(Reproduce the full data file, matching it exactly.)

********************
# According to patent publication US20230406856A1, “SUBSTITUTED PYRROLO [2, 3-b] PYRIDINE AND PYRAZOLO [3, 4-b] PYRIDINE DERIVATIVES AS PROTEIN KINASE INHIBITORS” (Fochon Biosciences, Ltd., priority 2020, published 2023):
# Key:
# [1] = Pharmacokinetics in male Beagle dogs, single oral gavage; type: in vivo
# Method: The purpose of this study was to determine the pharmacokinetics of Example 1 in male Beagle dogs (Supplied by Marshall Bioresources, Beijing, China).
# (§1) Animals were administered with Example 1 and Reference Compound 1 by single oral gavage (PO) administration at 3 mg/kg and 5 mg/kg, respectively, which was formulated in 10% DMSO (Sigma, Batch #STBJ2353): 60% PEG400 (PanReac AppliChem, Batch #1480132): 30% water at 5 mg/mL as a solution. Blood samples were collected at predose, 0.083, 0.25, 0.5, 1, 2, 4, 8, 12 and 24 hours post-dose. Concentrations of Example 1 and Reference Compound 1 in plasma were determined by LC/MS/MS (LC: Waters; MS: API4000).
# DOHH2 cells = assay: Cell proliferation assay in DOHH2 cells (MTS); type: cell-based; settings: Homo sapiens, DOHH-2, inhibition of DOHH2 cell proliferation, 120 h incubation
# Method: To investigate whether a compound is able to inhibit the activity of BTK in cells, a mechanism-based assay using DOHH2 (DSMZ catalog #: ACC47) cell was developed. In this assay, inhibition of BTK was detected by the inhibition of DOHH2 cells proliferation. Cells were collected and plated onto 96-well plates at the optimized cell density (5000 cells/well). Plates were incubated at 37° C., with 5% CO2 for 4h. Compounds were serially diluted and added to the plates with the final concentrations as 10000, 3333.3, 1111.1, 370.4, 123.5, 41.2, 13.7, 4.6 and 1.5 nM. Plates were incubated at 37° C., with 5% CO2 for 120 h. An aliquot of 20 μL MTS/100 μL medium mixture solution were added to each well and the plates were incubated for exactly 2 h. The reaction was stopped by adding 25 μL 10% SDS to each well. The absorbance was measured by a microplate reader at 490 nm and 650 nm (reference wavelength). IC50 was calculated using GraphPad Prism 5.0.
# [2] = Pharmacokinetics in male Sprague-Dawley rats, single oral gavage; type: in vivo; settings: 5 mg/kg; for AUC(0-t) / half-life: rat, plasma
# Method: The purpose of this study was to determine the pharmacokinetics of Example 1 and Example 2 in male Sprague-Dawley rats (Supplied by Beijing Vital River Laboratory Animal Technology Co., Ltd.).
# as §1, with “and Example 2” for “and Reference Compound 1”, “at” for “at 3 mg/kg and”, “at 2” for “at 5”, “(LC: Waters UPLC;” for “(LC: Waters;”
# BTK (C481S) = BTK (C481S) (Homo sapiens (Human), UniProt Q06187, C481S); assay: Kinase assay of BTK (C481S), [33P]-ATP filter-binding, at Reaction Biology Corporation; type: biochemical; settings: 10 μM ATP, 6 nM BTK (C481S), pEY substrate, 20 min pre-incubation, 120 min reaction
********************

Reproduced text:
# According to patent publication US20230406856A1, “SUBSTITUTED PYRROLO [2, 3-b] PYRIDINE AND PYRAZOLO [3, 4-b] PYRIDINE DERIVATIVES AS PROTEIN KINASE INHIBITORS” (Fochon Biosciences, Ltd., priority 2020, published 2023):
# Key:
# [1] = Pharmacokinetics in male Beagle dogs, single oral gavage; type: in vivo
# Method: The purpose of this study was to determine the pharmacokinetics of Example 1 in male Beagle dogs (Supplied by Marshall Bioresources, Beijing, China).
# (§1) Animals were administered with Example 1 and Reference Compound 1 by single oral gavage (PO) administration at 3 mg/kg and 5 mg/kg, respectively, which was formulated in 10% DMSO (Sigma, Batch #STBJ2353): 60% PEG400 (PanReac AppliChem, Batch #1480132): 30% water at 5 mg/mL as a solution. Blood samples were collected at predose, 0.083, 0.25, 0.5, 1, 2, 4, 8, 12 and 24 hours post-dose. Concentrations of Example 1 and Reference Compound 1 in plasma were determined by LC/MS/MS (LC: Waters; MS: API4000).
# DOHH2 cells = assay: Cell proliferation assay in DOHH2 cells (MTS); type: cell-based; settings: Homo sapiens, DOHH-2, inhibition of DOHH2 cell proliferation, 120 h incubation
# Method: To investigate whether a compound is able to inhibit the activity of BTK in cells, a mechanism-based assay using DOHH2 (DSMZ catalog #: ACC47) cell was developed. In this assay, inhibition of BTK was detected by the inhibition of DOHH2 cells proliferation. Cells were collected and plated onto 96-well plates at the optimized cell density (5000 cells/well). Plates were incubated at 37° C., with 5% CO2 for 4h. Compounds were serially diluted and added to the plates with the final concentrations as 10000, 3333.3, 1111.1, 370.4, 123.5, 41.2, 13.7, 4.6 and 1.5 nM. Plates were incubated at 37° C., with 5% CO2 for 120 h. An aliquot of 20 μL MTS/100 μL medium mixture solution were added to each well and the plates were incubated for exactly 2 h. The reaction was stopped by adding 25 μL 10% SDS to each well. The absorbance was measured by a microplate reader at 490 nm and 650 nm (reference wavelength). IC50 was calculated using GraphPad Prism 5.0.
# [2] = Pharmacokinetics in male Sprague-Dawley rats, single oral gavage; type: in vivo; settings: 5 mg/kg; for AUC(0-t) / half-life: rat, plasma
# Method: The purpose of this study was to determine the pharmacokinetics of Example 1 and Example 2 in male Sprague-Dawley rats (Supplied by Beijing Vital River Laboratory Animal Technology Co., Ltd.).
# as §1, with “and Example 2” for “and Reference Compound 1”, “at” for “at 3 mg/kg and”, “at 2” for “at 5”, “(LC: Waters UPLC;” for “(LC: Waters;”
# BTK (C481S) = BTK (C481S) (Homo sapiens (Human), UniProt Q06187, C481S); assay: Kinase assay of BTK (C481S), [33P]-ATP filter-binding, at Reaction Biology Corporation; type: biochemical; settings: 10 μM ATP, 6 nM BTK (C481S), pEY substrate, 20 min pre-incubation, 120 min reaction